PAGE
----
I’ve always had interests and enjoyments that have set me aside from most of my friends around me. 80s ‘V’, ‘Doctor Who’, Hammer Horror, or horror in general, ‘Kolchak: The Night Stalker’, ‘Twin Peaks’, boardgames, collecting toys and even writing. Oh, and men, of course… Growing up, it was the same, but worse. Would I find a passion, a man, that would rule them all?
Coming out as gay when I was in my late teens, I was obviously keen to find others like me. Not just for the obvious attraction of trouser action, but so I didn’t feel so alien and alone. My school buddies were all heading off into their lives and I felt like mine was stalling. Writing this makes me feel ancient, but there wasn’t internet then, so meeting people involved phone dating and ‘the scene’ which I endured as a means to an end. It had it’s own culture–which was about youth and looks and dancing and hooking up–it was pubs and clubs. It wasn’t me, but I went with it.
Working shift work I only had random nights I could get out, so it was hard to plan much with anyone. But, it was the scene for me, and I started losing touch with my school buddies who I’d been a geek with. So, conversely, as I stepped out of the gay closet I stepped into the geek closet. I wasn’t meeting people who had geek interests other than a passing liking of things, or at least they weren’t sharing them on dates. I’d had enough rejection to risk suggesting watching ‘Doctor Who’ or playing my neglected copy of ‘Space Hulk’.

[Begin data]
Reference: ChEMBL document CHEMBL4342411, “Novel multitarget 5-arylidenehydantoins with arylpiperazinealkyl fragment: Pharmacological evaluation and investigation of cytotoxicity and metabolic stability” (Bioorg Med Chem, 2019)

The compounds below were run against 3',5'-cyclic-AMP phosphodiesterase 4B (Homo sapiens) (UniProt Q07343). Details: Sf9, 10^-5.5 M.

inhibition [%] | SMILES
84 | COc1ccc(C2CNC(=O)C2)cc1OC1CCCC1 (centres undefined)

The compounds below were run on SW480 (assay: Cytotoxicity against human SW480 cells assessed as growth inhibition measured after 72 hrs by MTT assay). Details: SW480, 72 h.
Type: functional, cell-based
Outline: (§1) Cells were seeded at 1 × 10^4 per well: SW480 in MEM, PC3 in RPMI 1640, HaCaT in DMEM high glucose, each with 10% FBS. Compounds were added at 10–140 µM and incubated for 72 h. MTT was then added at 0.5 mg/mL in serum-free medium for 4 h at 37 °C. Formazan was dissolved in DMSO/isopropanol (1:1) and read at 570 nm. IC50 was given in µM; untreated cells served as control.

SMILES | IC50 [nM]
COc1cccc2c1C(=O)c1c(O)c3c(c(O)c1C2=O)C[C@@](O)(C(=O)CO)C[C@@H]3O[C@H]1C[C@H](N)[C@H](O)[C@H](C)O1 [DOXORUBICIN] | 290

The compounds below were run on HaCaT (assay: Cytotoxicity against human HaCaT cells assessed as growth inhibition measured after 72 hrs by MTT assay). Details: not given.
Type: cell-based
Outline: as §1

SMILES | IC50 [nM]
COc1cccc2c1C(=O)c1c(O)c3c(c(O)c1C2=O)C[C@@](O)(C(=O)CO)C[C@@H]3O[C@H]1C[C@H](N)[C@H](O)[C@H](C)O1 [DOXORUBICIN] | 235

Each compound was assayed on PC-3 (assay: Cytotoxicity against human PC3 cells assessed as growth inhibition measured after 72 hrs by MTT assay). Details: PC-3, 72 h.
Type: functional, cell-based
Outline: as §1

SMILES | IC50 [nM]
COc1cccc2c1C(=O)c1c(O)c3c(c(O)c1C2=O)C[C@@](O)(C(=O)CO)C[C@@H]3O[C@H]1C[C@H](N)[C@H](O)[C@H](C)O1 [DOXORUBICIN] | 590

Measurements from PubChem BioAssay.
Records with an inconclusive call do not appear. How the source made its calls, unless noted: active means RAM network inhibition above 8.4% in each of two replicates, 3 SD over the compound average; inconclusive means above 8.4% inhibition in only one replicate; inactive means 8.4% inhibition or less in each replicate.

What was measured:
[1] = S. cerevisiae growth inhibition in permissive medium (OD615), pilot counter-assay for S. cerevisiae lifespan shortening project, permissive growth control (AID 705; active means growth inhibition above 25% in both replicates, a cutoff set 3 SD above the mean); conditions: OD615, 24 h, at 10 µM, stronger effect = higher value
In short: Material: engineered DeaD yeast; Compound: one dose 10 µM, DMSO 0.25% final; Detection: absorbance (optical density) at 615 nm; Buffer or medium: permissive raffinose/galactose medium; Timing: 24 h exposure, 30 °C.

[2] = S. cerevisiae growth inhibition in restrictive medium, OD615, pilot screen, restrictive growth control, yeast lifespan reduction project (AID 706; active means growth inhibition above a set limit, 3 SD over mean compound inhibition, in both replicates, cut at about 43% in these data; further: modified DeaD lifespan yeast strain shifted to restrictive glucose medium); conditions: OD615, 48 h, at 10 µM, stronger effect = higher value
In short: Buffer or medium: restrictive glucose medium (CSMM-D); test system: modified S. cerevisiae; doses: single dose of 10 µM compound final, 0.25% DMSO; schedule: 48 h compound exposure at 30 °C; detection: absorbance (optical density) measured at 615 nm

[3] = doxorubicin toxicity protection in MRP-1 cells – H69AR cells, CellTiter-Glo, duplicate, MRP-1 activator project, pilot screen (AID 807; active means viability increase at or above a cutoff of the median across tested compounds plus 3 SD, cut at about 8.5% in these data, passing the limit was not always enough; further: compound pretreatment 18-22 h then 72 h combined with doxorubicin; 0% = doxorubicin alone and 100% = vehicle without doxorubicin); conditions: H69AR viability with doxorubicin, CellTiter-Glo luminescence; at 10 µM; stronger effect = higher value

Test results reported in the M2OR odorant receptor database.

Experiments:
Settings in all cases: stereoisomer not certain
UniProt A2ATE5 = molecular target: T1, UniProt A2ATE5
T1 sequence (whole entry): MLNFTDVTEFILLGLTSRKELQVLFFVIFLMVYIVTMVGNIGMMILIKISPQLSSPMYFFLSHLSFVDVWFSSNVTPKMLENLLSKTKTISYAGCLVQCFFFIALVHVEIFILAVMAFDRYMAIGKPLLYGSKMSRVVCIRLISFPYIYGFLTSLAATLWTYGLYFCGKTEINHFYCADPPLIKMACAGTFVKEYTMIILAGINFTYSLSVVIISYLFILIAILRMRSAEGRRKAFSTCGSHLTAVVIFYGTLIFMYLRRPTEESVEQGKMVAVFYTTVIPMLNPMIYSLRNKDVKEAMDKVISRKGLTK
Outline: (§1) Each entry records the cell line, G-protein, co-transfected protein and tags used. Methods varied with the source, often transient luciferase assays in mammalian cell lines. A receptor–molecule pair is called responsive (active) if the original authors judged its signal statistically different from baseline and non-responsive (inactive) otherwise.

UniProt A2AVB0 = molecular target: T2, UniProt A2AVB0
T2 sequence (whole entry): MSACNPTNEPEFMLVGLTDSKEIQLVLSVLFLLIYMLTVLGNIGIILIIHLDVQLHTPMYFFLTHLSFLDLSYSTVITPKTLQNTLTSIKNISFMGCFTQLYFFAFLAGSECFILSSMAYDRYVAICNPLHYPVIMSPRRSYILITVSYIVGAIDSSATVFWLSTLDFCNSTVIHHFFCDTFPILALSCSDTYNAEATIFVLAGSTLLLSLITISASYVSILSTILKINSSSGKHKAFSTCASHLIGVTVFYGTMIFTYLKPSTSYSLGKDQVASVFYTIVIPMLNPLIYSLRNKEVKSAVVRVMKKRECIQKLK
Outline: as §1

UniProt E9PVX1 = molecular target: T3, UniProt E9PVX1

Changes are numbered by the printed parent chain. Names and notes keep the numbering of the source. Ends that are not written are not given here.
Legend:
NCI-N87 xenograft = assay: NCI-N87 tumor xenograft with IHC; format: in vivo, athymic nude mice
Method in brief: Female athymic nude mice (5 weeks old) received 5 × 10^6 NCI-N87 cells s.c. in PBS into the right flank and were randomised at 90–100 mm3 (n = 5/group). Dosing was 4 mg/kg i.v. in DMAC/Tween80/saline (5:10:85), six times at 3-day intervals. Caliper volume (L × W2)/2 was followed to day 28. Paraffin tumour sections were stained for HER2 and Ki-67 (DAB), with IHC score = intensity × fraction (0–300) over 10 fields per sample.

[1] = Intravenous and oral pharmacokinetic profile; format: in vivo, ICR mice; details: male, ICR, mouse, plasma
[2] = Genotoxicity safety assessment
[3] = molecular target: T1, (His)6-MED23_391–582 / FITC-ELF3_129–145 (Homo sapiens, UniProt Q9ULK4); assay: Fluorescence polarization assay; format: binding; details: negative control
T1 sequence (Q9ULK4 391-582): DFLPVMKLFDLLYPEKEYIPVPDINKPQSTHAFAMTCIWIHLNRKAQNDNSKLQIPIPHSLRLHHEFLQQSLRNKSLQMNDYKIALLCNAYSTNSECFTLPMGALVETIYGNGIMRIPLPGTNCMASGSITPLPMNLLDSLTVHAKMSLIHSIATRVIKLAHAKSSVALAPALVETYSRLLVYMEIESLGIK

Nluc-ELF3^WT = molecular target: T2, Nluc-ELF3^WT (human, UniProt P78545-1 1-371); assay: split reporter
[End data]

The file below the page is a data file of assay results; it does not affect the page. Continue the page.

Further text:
It was all about confidence in being myself. I’ve found that confidence over the years, but it’s because of my big geeky passion–my man. I met Rob 15 years ago–thanks to the Internet coming along–and have grown with him. It turned out he liked ‘Star Trek’ and ‘X-Files’, he even fancied watching ‘Babylon 5’ (which we did–all 5 seasons. Yes, even the rubbish last season), and we discovered ‘Buffy’ together, and would seek out sci fi and horror movies for dates and nights in, and went to geek conventions, exhibitions and philharmonic concerts together. Star Wars roleplay was a no no, but he’s begrudgingly playing geek boardgames, started collecting Star Trek stuff and taken up model-making as he embraces his own inner geek. Yes, we’re well on or way to sharing or midlife crises together. Which I think we’ll realise when we’re dressed as Arrow and Arsenal at a convention in the not to distant future.
This geek feels very lucky to have a companion who is also a geek. Someone who is loving, chilled, supportive of all my random dreams, will listen to all my story ideas, leaves me to write for days on end, will sit down and do Lego with me, and he’s even supported–encouraged–me in getting my Dalek. He’s now up for dressing up at conventions (cue midlife crisis I mentioned earlier). I can’t imagine having to keep my relationship geek free in fear of not being understood by a partner. The only relationship advice I would give a geek, is find a geek. Or, maybe a geek on the side, I dunno, whatever you and you’re significant other are up for I guess. No judgement.
The only downside to our relationship? Other than him not being able to sit through vintage ‘Doctor Who’ (a geek line too far) is that our home is going to look like a toyshop. But I can live with that. And as of yesterday we’re now husband and husband. I’m a very lucky geek indeed. I’m off to work on my cosplay costume while he works in his ‘Iron Man’ War Machine model kit. Happy days.